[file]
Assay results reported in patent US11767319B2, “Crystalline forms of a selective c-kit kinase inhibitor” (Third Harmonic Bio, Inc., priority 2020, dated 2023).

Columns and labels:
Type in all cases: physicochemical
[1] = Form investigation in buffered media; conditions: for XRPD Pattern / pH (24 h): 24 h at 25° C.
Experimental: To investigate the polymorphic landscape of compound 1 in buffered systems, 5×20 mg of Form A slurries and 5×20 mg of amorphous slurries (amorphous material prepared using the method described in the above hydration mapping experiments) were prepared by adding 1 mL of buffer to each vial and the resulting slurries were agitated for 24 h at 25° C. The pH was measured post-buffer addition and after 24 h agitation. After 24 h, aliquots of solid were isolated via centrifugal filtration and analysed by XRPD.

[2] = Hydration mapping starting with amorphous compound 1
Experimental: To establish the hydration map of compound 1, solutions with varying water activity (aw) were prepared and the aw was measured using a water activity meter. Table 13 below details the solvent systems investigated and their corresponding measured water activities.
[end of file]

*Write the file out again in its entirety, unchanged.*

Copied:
Assay results reported in patent US11767319B2, “Crystalline forms of a selective c-kit kinase inhibitor” (Third Harmonic Bio, Inc., priority 2020, dated 2023).

Columns and labels:
Type in all cases: physicochemical
[1] = Form investigation in buffered media; conditions: for XRPD Pattern / pH (24 h): 24 h at 25° C.
Experimental: To investigate the polymorphic landscape of compound 1 in buffered systems, 5×20 mg of Form A slurries and 5×20 mg of amorphous slurries (amorphous material prepared using the method described in the above hydration mapping experiments) were prepared by adding 1 mL of buffer to each vial and the resulting slurries were agitated for 24 h at 25° C. The pH was measured post-buffer addition and after 24 h agitation. After 24 h, aliquots of solid were isolated via centrifugal filtration and analysed by XRPD.

[2] = Hydration mapping starting with amorphous compound 1
Experimental: To establish the hydration map of compound 1, solutions with varying water activity (aw) were prepared and the aw was measured using a water activity meter. Table 13 below details the solvent systems investigated and their corresponding measured water activities.